Implementation can occur simultaneously with strategy planning and formulation. The first stage of implementation is the preparation of the infrastructure and core services, which will be used in all software systems to follow. Next, based on the defined architecture and the previously set priorities, during the design phase, systems are produced and put into operation one after the other. Once the systems are established, they are continuously supported and upgraded to the latest versions. The key remains in implementing the software into the existing workflow and intertwining them together.


Gartner claims that 56% of CEOs say digital improvements have increased their organization’s revenue. Therefore, value in software is not just about task completion but it involves factors like customer satisfaction, solution effectiveness, and business impact. By focusing on value creation, organizations can achieve significantly higher efficiency, cost savings, and improvements in overall performance. Once systems are launched, they are implemented on a trial basis in order to identify potential problems and resolve them. This phase involves rigorous testing and continuous monitoring of the performance of the system. All the necessary updates are made to ensure the system meets expectations and needs. After successfully passing the trial phase, the software becomes operational across the entire organization.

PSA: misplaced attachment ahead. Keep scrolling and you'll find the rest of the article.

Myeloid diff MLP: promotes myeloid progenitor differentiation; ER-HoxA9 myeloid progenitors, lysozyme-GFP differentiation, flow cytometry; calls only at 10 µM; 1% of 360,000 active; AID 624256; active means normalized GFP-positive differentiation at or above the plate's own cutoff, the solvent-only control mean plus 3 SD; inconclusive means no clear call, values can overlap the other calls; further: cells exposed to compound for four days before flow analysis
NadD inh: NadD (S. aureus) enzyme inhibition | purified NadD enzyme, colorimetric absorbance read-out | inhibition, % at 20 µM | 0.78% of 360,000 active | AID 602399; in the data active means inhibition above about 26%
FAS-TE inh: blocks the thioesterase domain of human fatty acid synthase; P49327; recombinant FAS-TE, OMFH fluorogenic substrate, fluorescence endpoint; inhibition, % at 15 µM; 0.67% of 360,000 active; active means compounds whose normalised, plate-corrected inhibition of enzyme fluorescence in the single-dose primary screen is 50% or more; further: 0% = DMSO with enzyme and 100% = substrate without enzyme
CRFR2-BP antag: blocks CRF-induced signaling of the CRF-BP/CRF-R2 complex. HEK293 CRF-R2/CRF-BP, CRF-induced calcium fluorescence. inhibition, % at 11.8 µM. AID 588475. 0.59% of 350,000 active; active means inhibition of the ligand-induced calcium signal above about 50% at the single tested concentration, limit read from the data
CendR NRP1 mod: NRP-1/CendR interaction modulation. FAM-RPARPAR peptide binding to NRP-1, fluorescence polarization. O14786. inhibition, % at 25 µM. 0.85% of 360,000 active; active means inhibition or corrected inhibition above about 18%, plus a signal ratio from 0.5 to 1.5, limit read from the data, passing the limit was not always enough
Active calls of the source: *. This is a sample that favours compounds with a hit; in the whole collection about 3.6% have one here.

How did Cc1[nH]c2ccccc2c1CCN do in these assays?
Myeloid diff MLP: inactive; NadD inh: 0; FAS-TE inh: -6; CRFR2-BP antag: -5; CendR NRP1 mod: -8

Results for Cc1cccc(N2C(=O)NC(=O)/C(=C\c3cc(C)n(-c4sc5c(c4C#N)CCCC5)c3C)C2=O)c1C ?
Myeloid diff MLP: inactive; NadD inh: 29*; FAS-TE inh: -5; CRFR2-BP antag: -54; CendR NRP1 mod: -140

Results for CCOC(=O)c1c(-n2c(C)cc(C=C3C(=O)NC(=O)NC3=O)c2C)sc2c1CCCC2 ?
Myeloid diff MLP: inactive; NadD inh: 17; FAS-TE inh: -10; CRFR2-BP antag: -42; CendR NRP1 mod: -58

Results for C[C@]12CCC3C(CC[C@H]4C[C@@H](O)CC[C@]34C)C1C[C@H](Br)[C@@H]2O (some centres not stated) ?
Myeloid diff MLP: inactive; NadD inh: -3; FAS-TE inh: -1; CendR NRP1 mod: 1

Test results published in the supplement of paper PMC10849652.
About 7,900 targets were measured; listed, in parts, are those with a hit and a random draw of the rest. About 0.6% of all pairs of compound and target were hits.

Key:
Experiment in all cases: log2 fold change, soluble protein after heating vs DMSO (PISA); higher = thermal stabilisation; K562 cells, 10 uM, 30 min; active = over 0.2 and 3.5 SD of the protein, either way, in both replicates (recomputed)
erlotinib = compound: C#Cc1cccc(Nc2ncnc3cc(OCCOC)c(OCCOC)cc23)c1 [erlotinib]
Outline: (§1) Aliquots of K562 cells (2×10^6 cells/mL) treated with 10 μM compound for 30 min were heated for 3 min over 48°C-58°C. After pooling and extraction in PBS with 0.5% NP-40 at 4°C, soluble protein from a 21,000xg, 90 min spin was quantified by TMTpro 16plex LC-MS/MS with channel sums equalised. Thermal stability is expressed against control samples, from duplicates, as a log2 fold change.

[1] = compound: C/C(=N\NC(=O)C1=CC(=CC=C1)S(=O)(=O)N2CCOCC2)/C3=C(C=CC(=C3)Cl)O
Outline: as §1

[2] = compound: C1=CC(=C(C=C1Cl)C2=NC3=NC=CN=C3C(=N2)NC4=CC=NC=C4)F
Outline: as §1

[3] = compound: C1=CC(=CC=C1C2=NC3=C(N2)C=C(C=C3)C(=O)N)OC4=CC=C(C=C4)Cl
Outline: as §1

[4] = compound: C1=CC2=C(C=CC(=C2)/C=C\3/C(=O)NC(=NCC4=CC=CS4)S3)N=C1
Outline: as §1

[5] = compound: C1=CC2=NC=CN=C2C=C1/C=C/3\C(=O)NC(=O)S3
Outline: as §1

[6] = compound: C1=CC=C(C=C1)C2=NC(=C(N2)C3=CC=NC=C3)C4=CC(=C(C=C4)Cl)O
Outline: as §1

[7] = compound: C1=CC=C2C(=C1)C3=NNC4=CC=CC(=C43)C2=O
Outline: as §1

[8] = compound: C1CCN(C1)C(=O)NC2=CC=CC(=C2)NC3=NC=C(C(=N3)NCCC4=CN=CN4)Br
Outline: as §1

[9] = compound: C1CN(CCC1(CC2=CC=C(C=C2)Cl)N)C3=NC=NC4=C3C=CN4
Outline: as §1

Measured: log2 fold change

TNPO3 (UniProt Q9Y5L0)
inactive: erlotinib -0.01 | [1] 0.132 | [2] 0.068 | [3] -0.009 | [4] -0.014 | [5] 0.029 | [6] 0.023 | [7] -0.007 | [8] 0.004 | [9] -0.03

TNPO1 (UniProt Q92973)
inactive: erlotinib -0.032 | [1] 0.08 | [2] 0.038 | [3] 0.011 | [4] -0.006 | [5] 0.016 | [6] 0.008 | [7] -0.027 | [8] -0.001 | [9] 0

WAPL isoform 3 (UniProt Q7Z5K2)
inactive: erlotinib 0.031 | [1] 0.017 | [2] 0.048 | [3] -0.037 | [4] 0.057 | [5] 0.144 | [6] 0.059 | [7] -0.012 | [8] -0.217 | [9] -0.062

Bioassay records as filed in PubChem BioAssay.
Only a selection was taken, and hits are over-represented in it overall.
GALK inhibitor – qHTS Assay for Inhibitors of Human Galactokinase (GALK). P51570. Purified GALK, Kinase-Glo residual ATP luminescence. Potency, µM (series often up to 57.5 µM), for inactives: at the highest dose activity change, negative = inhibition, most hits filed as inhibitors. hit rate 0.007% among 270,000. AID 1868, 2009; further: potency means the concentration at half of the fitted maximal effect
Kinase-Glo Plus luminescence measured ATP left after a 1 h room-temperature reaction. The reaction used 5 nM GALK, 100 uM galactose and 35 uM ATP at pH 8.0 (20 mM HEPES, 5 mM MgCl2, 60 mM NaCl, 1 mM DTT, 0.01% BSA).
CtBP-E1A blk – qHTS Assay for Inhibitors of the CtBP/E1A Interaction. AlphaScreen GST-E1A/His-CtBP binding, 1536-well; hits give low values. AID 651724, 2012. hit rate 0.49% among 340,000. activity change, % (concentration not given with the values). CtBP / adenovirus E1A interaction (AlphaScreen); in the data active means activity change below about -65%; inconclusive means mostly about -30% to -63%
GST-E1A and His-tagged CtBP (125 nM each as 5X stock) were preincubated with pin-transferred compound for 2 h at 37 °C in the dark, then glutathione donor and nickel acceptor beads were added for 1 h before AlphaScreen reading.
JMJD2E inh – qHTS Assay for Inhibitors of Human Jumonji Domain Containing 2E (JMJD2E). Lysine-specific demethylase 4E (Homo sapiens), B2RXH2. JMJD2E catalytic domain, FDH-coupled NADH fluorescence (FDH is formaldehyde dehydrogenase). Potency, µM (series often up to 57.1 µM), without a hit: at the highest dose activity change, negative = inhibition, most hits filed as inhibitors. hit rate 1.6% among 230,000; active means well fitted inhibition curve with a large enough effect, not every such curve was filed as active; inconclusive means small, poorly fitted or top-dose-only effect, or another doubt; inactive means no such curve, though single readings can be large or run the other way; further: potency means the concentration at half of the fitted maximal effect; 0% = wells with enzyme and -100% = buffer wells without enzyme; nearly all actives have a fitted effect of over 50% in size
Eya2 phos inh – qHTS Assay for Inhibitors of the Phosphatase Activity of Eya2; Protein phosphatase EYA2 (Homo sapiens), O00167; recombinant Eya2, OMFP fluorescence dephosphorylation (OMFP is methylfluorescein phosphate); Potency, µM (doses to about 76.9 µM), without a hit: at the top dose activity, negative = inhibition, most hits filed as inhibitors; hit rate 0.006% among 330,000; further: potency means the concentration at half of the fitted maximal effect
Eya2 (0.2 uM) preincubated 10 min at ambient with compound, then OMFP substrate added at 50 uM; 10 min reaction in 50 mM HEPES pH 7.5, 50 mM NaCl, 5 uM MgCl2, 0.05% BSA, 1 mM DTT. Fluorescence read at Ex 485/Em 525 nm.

This is a multifaceted process that extends beyond the initial implementation. It involves the ongoing monitoring and updating of software, in order to maintain productivity and ensure effectiveness while maintaining security. Having all systems thoroughly reviewed is a crucial part of any organization’s operation and must be considered as an ongoing and proactive process. Consistent software maintenance ensures full compatibility, increases the system lifespan, and increases productivity and revenue, while proactively reducing the risk of security breaches.

Software maintenance can be broadly categorized into four types:

  • Adaptive: focused on keeping software up to date and fully compatible;
  • Perfective: focused on improving performance;
  • Preventive: focused on preventing failures;
  • Corrective: focused on identifying and correcting failures.